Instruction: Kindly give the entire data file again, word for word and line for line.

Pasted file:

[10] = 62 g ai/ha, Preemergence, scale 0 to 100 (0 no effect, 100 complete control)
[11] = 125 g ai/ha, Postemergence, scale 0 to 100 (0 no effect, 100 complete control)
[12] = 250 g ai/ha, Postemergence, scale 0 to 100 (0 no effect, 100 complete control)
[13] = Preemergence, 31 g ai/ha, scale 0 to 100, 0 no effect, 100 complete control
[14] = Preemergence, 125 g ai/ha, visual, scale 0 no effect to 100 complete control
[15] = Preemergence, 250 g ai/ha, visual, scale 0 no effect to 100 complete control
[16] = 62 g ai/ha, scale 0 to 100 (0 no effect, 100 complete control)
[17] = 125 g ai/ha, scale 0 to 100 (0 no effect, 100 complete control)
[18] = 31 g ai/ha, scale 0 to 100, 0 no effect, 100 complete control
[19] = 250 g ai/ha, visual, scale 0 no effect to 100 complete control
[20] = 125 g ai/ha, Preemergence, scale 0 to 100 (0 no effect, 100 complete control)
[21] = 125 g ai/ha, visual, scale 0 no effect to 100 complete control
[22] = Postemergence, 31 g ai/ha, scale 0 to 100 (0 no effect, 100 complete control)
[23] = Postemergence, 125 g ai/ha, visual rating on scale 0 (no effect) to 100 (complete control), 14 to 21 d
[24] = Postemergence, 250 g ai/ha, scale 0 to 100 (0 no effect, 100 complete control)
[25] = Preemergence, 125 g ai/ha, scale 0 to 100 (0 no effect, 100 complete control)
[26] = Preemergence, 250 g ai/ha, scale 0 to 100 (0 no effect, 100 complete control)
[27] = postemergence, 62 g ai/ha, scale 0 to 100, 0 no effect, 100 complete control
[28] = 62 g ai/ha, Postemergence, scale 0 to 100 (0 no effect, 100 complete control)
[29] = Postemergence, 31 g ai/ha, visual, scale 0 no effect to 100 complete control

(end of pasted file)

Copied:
[10] = 62 g ai/ha, Preemergence, scale 0 to 100 (0 no effect, 100 complete control)
[11] = 125 g ai/ha, Postemergence, scale 0 to 100 (0 no effect, 100 complete control)
[12] = 250 g ai/ha, Postemergence, scale 0 to 100 (0 no effect, 100 complete control)
[13] = Preemergence, 31 g ai/ha, scale 0 to 100, 0 no effect, 100 complete control
[14] = Preemergence, 125 g ai/ha, visual, scale 0 no effect to 100 complete control
[15] = Preemergence, 250 g ai/ha, visual, scale 0 no effect to 100 complete control
[16] = 62 g ai/ha, scale 0 to 100 (0 no effect, 100 complete control)
[17] = 125 g ai/ha, scale 0 to 100 (0 no effect, 100 complete control)
[18] = 31 g ai/ha, scale 0 to 100, 0 no effect, 100 complete control
[19] = 250 g ai/ha, visual, scale 0 no effect to 100 complete control
[20] = 125 g ai/ha, Preemergence, scale 0 to 100 (0 no effect, 100 complete control)
[21] = 125 g ai/ha, visual, scale 0 no effect to 100 complete control
[22] = Postemergence, 31 g ai/ha, scale 0 to 100 (0 no effect, 100 complete control)
[23] = Postemergence, 125 g ai/ha, visual rating on scale 0 (no effect) to 100 (complete control), 14 to 21 d
[24] = Postemergence, 250 g ai/ha, scale 0 to 100 (0 no effect, 100 complete control)
[25] = Preemergence, 125 g ai/ha, scale 0 to 100 (0 no effect, 100 complete control)
[26] = Preemergence, 250 g ai/ha, scale 0 to 100 (0 no effect, 100 complete control)
[27] = postemergence, 62 g ai/ha, scale 0 to 100, 0 no effect, 100 complete control
[28] = 62 g ai/ha, Postemergence, scale 0 to 100 (0 no effect, 100 complete control)
[29] = Postemergence, 31 g ai/ha, visual, scale 0 no effect to 100 complete control